Microsoft is widening access to its Copilot AI assistant, but you probably can’t use it yet

Microsoft has announced an early access program for Microsoft 365 Copilot, along with tons of other enhancements.

Images of Microsoft 365 Copilot features across various apps, including Teams and Excel

A couple of months ago, Microsoft announced Microsoft 365 Copilot in a bid to improve productivity through the integration of AI technology in its Office products. It continued the company's trend of capitalizing on the ongoing wave following the introduction of ChatGPT and the new AI-powered Bing just a few months prior. Now, the Redmond tech firm has announced the Microsoft 365 Early Access Program.

Microsoft says it has been testing its copilot for work with 20 enterprise customers, including Goodyear, Chevron, and General Motors, and that the feedback so far has been very positive, with the firms noting that Microsoft 365 Copilot has the potential to revolutionize work. Additionally, they have also offered some constructive criticism regarding how the service can be tailored to become more conversational and offer multi-turn interactions, just like Bing Chat.

As it continues to gather and act upon feedback, Microsoft has decided to expand the availability of this private preview through the Microsoft 365 Copilot Early Access Program. As the name suggests, this initiative will allow more organizations to get hands-on experience with the copilot integration. However, Microsoft has emphasized that this is a paid preview that will initially be made available to only 600 enterprise customers worldwide through an invite-only mechanism.

Furthermore, Microsoft has announced Semantic Index for Copilot, available to Microsoft 365 E3 and E5 customers. It empowers users to get access to conceptually relevant data in response to searches. For example, if someone searches for "March Sales Report," the result won't be based on just a keyword search. Instead, it could provide further context, such as explaining the format the file is in as well as the team or person responsible for creating it. Microsoft claims that the technology uses "conceptual understanding" to identify your need and provide the most relevant results.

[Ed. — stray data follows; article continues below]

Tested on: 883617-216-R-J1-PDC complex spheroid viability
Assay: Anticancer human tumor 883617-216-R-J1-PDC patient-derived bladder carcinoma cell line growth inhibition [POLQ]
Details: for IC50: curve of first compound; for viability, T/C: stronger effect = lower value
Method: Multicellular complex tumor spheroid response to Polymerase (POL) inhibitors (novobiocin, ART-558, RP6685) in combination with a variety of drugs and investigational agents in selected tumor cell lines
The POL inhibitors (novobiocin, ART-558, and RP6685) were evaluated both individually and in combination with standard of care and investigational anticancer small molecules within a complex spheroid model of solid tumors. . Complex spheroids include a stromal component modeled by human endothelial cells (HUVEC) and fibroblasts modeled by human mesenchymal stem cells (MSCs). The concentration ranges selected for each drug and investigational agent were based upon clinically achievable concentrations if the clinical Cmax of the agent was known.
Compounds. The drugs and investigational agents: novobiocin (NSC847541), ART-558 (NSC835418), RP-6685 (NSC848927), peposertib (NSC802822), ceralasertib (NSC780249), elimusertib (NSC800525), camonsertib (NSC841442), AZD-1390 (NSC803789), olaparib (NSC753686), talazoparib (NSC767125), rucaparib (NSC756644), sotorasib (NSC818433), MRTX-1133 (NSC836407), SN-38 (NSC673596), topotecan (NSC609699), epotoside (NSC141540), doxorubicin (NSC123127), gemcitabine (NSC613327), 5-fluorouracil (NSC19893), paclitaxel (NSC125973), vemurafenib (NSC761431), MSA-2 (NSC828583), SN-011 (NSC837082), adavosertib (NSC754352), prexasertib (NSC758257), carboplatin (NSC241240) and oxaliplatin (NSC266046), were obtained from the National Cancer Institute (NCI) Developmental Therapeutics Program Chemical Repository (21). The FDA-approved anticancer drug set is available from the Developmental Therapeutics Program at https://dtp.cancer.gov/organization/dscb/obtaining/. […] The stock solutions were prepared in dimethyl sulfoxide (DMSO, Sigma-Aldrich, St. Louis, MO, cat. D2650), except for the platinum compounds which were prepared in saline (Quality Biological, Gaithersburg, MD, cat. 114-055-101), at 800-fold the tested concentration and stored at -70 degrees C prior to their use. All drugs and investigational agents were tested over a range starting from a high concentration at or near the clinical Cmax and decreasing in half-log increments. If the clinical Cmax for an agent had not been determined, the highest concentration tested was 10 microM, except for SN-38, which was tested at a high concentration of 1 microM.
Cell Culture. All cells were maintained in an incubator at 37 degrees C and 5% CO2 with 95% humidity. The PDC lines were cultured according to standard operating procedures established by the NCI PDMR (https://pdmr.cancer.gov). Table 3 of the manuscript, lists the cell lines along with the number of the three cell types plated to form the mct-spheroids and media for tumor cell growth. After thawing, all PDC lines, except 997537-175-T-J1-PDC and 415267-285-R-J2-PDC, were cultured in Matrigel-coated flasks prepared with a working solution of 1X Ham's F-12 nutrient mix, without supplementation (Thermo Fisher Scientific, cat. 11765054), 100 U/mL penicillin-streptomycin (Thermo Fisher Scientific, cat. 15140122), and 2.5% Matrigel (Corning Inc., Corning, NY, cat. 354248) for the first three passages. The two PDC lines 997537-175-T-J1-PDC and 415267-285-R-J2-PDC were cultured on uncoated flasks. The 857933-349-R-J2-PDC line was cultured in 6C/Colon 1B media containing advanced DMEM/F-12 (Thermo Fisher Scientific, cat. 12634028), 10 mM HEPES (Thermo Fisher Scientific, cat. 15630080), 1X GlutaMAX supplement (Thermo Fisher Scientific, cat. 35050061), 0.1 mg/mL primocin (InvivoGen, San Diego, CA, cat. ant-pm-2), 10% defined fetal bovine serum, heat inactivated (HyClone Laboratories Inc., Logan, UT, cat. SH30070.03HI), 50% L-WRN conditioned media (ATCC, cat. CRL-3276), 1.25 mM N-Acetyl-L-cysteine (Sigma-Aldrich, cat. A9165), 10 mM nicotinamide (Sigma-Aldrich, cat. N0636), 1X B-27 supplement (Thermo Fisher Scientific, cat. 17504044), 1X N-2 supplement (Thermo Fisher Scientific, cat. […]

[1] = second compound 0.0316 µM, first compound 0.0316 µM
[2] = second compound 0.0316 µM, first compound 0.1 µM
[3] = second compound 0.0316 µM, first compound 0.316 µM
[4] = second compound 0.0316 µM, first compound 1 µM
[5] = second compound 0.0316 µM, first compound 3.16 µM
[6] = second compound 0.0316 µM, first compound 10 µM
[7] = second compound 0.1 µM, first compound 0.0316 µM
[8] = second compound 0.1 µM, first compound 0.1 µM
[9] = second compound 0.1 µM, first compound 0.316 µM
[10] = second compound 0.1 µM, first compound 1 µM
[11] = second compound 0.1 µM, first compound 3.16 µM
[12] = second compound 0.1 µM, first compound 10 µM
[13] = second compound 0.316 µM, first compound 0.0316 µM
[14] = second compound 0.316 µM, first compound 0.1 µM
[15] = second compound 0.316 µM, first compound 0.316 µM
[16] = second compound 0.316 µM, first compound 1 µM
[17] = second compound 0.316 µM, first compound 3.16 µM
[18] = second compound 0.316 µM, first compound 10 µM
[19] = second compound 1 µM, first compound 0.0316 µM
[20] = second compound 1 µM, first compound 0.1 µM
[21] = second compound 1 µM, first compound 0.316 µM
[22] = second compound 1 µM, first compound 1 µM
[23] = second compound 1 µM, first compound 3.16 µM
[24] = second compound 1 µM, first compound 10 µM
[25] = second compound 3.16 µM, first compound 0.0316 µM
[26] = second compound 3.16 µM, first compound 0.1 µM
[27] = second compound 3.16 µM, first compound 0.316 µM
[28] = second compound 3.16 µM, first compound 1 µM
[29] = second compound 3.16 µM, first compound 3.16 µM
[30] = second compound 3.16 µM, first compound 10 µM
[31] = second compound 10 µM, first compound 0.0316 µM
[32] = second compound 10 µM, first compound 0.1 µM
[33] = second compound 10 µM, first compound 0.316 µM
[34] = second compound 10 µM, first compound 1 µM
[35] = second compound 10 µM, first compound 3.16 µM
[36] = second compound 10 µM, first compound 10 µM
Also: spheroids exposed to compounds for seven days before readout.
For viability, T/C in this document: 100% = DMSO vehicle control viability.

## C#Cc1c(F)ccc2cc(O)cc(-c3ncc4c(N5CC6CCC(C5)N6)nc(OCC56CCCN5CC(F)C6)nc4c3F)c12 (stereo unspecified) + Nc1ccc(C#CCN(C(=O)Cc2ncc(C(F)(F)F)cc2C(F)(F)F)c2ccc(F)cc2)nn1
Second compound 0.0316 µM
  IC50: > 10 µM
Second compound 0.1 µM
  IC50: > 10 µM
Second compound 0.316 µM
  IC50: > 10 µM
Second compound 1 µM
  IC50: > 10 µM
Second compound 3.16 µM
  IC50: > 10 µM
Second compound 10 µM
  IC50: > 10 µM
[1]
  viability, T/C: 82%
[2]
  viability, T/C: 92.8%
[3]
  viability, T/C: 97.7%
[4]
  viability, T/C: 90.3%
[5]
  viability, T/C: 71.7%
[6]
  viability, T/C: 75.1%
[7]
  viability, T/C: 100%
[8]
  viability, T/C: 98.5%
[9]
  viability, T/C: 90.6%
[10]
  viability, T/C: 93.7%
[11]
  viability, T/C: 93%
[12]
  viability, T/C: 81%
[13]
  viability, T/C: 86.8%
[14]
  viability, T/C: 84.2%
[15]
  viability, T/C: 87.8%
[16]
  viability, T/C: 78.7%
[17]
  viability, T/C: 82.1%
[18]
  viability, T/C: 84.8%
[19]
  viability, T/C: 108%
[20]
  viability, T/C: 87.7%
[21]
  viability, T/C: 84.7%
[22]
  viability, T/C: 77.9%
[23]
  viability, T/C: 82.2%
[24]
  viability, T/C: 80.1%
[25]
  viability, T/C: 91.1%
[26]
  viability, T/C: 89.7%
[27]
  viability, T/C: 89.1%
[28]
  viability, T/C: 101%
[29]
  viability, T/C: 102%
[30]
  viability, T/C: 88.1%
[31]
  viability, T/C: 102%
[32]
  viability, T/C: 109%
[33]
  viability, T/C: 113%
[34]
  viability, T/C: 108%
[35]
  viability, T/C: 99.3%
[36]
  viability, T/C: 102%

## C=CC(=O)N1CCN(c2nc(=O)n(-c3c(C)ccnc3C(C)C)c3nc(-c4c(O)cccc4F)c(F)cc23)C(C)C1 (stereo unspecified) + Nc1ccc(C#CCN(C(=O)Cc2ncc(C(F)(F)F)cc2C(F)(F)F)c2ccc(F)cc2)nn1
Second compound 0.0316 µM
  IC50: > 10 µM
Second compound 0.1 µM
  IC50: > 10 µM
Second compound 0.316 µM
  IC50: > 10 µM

Microsoft 365 Copilot example

In order to further emphasize the need for AI in today's work environments, Microsoft also revealed the results of its 2023 Annual Work Trend Index. This report is based on surveys of 31,000 individuals spread across 31 countries. Microsoft's findings have indicated that there has been a drastic work in the volume of assigned work and the pace required from employees. It claims that both enterprise leaders and workers are looking towards AI solutions to reduce their respective workloads.

Other interesting statistics from the report are highlighted below:

  • 62% of employees spend unnecessary time searching for information, as well as communicating and coordinating across teams, leaving little focus time
  • Nearly two-thirds of the respondents noted that they did not find enough time to do their actual job
  • With the rise in AI-powered solutions, 49% are concerned about job security
  • 70% of respondents would prefer delegating some of their workload to AI copilots
  • Managers are 2x more likely to empower their employees with AI rather than replace them with it
  • 82% of enterprise leaders believe that their employees will require new skills in this age of AI, including prompt engineering and enhancing their workflows by integrating AI
  • There has been a 79% year-over-year increase in LinkedIn job postings which have used words like "GPT" and "GAI" (generative artificial intelligence)

Lastly, Microsoft also highlighted new upcoming improvements to its existing products. These include the integration of Copilot in Whiteboard, Outlook, OneNote, Loop, and Viva Learning, along with image generation boosted by DALL-E in PowerPoint. That said, the company will ensure that its AI solutions adhere to its Responsible AI Standard while providing meaningful benefits to its customers.